Originally Posted By Tomac:
Okay, someone give me the final nudge:
Give me reasons why I should give up my Aimpoint H1's for the Meprolight M21?
Also, any downsides to the "X" reticle?
You are looking at this all wrong - never give up your Aimpoints. Just put M21's in their place, and then buy MORE weapons to mount the homeless Aimpoints on! Then get more Aimpoints . . . . this cycle could go on forever!
All seriousness aside, you really can't have to many firearms . . .
I can give you the advantages of the M21, but will not really contrast it specifically with the Aimpoint, since I don't want to talk about another companies' products in any way that may seem unfavorable (with the exception of clearly unethical companies or knock-off products). Additionally, I have used Aimpoints more than any other reflex optic due to training and combat use, and I really like them, though I have probably now used the M21 almost as much, since much of my time in combat was with a sniper scope.
The advantages to the M21:
• You won't bump a switch and run the battery dead - there is no battery.
• You won't raise your weapon on a target and find the battery is dead - there is no battery.
• You won't have problems with batteries draining quickly or providing too little power in very cold weather - there is no battery.
• The reticle is always on - you won't bump a switch and end up raising a weapon to fire only to find out that the reticle is turned off.
We had a guy in one of our courses recently firing a drill that ended with a transition from carbine to pistol, back to carbine after reload, and fire on a moving threat/hostage target. Since the target was moving during reload, there was very little time to engage. During transition to pistol and moving with the pistol, the switch on his sight was bumped, and he had no reticle when he engaged the last target, nor time to turn the reticle on.
• Brightness of the tritium is warranted for twice as long as Trijicon and other optics.
• Reticle automatically adjust to the ambient light - moving from bright sunlight to a dim room does not leave you with a reticle that is too bright, and moving the other way does not leave you with one that is too dim - you never need to adjust it.
• Even if the tritium illumination was somehow lost, the fiber optic illumination will work in almost any light other than total darkness, when the tritium would be required for night vision use. If there is enough light to see the target clearly, the fiber optic would usually give you enough illumination to see the optic. If the Tritium illumination is lost or dim, it can be replaced at the factory.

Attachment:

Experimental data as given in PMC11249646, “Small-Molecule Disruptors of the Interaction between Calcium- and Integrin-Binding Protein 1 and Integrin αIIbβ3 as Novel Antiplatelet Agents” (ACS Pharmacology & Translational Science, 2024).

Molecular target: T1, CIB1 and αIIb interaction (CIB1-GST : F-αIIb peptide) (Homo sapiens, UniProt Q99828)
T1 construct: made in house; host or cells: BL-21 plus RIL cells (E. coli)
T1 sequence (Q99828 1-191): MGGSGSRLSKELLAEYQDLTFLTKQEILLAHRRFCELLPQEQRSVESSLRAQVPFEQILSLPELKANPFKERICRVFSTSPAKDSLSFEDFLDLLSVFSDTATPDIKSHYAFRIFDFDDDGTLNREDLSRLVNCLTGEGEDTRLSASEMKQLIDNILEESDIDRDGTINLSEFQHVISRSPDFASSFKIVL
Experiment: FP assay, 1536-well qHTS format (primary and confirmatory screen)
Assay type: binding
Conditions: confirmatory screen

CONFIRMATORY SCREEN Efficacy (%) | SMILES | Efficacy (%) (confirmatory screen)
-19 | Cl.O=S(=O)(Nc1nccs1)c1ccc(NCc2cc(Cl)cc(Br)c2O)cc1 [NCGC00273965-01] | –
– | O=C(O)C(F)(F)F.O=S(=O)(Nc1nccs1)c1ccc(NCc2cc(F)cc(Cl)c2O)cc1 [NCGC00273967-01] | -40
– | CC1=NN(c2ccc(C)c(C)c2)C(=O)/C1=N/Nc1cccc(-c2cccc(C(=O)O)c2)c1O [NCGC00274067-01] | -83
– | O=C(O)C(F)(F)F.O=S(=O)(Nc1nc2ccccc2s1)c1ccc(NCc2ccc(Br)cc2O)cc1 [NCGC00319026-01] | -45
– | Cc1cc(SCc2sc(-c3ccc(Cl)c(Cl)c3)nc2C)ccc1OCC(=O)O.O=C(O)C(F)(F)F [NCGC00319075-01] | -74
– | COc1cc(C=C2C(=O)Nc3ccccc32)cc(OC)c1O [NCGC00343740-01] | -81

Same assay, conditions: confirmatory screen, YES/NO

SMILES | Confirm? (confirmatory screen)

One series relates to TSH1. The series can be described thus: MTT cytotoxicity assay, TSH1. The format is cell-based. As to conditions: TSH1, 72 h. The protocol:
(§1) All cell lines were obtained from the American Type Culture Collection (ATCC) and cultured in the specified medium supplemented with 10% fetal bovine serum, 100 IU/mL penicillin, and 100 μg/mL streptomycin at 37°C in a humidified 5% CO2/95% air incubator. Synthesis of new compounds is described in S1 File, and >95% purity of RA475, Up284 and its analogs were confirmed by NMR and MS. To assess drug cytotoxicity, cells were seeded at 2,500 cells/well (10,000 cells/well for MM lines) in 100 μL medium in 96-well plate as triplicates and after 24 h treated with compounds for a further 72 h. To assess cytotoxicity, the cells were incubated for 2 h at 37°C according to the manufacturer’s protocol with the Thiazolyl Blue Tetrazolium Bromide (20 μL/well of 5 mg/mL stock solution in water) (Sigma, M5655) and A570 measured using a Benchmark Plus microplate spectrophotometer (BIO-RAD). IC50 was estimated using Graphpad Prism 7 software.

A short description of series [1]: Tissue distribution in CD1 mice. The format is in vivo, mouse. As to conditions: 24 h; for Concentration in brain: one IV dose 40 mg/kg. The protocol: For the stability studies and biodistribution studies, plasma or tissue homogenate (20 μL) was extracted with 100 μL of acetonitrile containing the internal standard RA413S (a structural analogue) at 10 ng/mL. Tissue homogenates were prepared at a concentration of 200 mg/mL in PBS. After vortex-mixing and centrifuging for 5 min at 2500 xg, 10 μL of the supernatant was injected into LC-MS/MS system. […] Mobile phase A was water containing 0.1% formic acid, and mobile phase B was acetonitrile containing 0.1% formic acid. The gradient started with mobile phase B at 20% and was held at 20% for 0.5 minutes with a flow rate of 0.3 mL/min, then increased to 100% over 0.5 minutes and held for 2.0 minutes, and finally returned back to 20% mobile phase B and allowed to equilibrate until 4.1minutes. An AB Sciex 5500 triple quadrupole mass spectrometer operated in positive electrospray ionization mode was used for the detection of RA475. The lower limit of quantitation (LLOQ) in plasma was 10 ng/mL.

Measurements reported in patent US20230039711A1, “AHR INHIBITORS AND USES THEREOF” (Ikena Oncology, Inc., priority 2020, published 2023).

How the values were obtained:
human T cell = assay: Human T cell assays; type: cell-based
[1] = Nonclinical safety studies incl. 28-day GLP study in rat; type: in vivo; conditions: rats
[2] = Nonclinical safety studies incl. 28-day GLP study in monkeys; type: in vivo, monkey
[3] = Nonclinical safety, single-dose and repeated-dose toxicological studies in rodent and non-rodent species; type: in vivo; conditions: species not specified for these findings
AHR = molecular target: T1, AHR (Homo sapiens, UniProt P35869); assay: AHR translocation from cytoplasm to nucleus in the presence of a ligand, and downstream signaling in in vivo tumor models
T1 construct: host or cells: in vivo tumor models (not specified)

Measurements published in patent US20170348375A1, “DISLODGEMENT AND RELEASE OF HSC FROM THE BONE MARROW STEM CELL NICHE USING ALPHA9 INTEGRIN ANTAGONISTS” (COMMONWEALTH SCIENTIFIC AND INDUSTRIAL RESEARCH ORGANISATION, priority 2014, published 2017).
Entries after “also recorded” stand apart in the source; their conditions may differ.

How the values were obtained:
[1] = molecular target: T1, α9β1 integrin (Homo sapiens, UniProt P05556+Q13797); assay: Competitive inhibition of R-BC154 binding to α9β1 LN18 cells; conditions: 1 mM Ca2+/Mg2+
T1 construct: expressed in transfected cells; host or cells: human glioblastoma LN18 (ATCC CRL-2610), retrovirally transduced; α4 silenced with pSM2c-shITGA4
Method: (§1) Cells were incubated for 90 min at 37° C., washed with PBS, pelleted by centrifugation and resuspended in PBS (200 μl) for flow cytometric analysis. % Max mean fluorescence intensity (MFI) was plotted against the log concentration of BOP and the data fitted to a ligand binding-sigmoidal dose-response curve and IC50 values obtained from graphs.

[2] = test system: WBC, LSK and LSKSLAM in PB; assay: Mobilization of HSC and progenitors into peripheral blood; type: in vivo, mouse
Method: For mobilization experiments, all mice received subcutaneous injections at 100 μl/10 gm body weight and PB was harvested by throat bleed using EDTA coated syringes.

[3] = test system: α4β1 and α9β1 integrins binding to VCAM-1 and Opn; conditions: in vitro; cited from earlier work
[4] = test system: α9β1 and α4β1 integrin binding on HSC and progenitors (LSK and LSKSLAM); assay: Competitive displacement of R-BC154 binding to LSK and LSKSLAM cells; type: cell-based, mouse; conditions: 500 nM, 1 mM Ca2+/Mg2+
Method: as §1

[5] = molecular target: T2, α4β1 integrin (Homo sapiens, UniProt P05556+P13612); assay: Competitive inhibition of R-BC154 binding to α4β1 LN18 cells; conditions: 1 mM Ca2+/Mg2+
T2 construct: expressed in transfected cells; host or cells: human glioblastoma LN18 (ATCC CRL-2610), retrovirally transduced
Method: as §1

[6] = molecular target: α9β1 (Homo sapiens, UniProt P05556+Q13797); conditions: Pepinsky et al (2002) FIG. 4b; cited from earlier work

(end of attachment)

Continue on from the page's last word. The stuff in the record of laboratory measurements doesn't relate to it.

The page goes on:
• The sight is very simple and very robust - it is very difficult to break it.
• The QD mount is very sturdy, and can be adjusted to fit very tightly. At normal adjustment, it can be released with a thumb, but fits tightly and gives a repeatable zero. If the mount is tightened further, the release levers have to be released by prying with a lever, or loosening the adjustment.
• The bullseye reticle is very fast at close range, while precise at longer ranges, and can be used to determine range.
What I love about it: It is always on, and always right - I never have to think about it.
By the way, I am always honest in my opinions of our products. If I really like something, I will say so. If I don't, I will say so as well. Most of our products I like, a couple I am not so hot about - some just because I don't have a good use for them, while others really have a need for them. The M21 is one of those products that I really like.
The X reticle vs. the Bullseye
The X reticle is a good reticle. It leaves the point of aim clear, since it is bracketed in the center of the X. The Bullseye reticle was chosen as the standard reticle for import into the US because it works better in the most challenging light conditions, is faster in CQB, and is easier to use for determining range.